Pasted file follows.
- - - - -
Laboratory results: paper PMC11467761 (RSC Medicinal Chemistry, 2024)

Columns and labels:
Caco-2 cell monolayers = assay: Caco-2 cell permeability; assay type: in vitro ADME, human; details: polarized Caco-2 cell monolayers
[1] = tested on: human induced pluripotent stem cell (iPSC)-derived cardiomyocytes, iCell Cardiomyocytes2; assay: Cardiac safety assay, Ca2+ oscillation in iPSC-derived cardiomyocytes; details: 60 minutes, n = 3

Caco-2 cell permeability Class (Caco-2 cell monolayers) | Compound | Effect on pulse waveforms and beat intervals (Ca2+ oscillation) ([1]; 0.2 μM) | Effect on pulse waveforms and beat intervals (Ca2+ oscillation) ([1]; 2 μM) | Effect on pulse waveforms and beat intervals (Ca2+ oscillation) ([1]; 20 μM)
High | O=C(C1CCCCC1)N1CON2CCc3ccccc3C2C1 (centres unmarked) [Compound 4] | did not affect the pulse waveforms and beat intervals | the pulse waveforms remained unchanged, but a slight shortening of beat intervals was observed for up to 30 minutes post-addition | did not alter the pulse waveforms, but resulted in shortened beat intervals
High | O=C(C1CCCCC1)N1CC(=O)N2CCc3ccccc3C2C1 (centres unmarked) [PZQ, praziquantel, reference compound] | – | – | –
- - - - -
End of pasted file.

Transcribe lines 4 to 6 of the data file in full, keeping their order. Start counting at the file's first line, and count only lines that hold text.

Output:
[1] = tested on: human induced pluripotent stem cell (iPSC)-derived cardiomyocytes, iCell Cardiomyocytes2; assay: Cardiac safety assay, Ca2+ oscillation in iPSC-derived cardiomyocytes; details: 60 minutes, n = 3

Caco-2 cell permeability Class (Caco-2 cell monolayers) | Compound | Effect on pulse waveforms and beat intervals (Ca2+ oscillation) ([1]; 0.2 μM) | Effect on pulse waveforms and beat intervals (Ca2+ oscillation) ([1]; 2 μM) | Effect on pulse waveforms and beat intervals (Ca2+ oscillation) ([1]; 20 μM)
High | O=C(C1CCCCC1)N1CON2CCc3ccccc3C2C1 (centres unmarked) [Compound 4] | did not affect the pulse waveforms and beat intervals | the pulse waveforms remained unchanged, but a slight shortening of beat intervals was observed for up to 30 minutes post-addition | did not alter the pulse waveforms, but resulted in shortened beat intervals